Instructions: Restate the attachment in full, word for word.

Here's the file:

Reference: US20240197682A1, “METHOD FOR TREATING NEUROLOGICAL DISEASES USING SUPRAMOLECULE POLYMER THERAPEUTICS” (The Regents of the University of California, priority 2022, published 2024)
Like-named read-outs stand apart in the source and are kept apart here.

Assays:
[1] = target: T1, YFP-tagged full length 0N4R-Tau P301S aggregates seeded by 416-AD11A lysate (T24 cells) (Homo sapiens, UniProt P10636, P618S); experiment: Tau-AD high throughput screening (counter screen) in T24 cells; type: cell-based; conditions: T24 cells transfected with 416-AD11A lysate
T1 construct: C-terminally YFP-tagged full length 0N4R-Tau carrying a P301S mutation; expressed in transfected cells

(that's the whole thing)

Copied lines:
Reference: US20240197682A1, “METHOD FOR TREATING NEUROLOGICAL DISEASES USING SUPRAMOLECULE POLYMER THERAPEUTICS” (The Regents of the University of California, priority 2022, published 2024)
Like-named read-outs stand apart in the source and are kept apart here.

Assays:
[1] = target: T1, YFP-tagged full length 0N4R-Tau P301S aggregates seeded by 416-AD11A lysate (T24 cells) (Homo sapiens, UniProt P10636, P618S); experiment: Tau-AD high throughput screening (counter screen) in T24 cells; type: cell-based; conditions: T24 cells transfected with 416-AD11A lysate
T1 construct: C-terminally YFP-tagged full length 0N4R-Tau carrying a P301S mutation; expressed in transfected cells